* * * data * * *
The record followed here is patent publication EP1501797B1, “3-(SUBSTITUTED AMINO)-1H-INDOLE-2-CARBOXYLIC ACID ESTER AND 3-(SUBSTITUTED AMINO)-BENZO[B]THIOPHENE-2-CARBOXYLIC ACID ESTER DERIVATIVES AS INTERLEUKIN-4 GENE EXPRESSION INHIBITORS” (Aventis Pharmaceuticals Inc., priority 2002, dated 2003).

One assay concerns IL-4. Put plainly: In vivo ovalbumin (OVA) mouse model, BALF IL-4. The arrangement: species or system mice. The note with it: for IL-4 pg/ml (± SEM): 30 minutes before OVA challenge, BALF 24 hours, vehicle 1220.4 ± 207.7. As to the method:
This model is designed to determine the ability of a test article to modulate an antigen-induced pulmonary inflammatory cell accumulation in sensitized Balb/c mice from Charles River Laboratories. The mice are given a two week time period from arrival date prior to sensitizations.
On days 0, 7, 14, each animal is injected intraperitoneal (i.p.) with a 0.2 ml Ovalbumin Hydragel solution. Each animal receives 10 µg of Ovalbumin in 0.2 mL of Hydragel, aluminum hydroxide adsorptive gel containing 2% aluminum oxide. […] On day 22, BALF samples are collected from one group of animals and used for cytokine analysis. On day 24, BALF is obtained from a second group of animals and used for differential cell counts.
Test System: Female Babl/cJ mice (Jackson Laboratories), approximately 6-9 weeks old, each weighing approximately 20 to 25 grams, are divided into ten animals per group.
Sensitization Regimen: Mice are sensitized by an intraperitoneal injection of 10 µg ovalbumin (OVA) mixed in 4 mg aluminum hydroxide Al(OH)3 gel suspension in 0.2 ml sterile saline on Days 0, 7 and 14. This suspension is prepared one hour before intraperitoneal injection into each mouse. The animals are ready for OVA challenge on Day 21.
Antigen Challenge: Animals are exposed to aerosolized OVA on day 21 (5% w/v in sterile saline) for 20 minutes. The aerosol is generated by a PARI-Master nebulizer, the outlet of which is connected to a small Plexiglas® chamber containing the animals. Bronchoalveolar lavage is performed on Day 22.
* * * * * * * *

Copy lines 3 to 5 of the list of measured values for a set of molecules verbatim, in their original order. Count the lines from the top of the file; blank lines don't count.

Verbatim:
This model is designed to determine the ability of a test article to modulate an antigen-induced pulmonary inflammatory cell accumulation in sensitized Balb/c mice from Charles River Laboratories. The mice are given a two week time period from arrival date prior to sensitizations.
On days 0, 7, 14, each animal is injected intraperitoneal (i.p.) with a 0.2 ml Ovalbumin Hydragel solution. Each animal receives 10 µg of Ovalbumin in 0.2 mL of Hydragel, aluminum hydroxide adsorptive gel containing 2% aluminum oxide. […] On day 22, BALF samples are collected from one group of animals and used for cytokine analysis. On day 24, BALF is obtained from a second group of animals and used for differential cell counts.
Test System: Female Babl/cJ mice (Jackson Laboratories), approximately 6-9 weeks old, each weighing approximately 20 to 25 grams, are divided into ten animals per group.